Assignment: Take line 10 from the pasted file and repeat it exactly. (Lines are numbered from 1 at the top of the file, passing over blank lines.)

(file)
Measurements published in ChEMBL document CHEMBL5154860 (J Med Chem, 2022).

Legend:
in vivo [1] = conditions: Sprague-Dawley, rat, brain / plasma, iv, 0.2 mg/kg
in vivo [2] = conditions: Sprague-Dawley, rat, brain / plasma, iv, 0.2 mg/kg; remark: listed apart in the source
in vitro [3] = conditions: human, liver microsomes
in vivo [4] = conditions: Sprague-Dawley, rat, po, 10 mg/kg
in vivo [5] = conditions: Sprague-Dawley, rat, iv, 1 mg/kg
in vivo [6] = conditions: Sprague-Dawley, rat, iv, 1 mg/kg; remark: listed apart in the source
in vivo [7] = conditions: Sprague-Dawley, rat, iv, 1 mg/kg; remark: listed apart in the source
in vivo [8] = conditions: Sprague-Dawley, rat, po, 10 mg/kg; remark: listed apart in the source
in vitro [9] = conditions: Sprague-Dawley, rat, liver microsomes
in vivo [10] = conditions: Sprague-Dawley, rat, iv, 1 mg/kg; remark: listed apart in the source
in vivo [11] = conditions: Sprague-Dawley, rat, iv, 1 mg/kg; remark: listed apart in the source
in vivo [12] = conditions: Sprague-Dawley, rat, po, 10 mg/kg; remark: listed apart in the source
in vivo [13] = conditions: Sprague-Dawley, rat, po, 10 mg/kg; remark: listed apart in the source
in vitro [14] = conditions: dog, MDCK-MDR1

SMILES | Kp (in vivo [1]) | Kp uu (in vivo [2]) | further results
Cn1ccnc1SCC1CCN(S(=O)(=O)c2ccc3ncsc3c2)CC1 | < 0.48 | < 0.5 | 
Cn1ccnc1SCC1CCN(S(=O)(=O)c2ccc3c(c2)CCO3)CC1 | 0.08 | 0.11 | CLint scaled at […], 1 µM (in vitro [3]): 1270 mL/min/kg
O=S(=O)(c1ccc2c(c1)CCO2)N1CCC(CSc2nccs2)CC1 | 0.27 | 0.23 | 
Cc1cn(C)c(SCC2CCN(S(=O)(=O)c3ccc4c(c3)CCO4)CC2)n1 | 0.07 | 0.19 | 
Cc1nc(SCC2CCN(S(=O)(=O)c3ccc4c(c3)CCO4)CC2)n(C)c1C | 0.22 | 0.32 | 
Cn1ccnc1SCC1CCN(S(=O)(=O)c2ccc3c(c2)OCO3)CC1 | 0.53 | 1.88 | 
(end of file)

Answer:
in vivo [8] = conditions: Sprague-Dawley, rat, po, 10 mg/kg; remark: listed apart in the source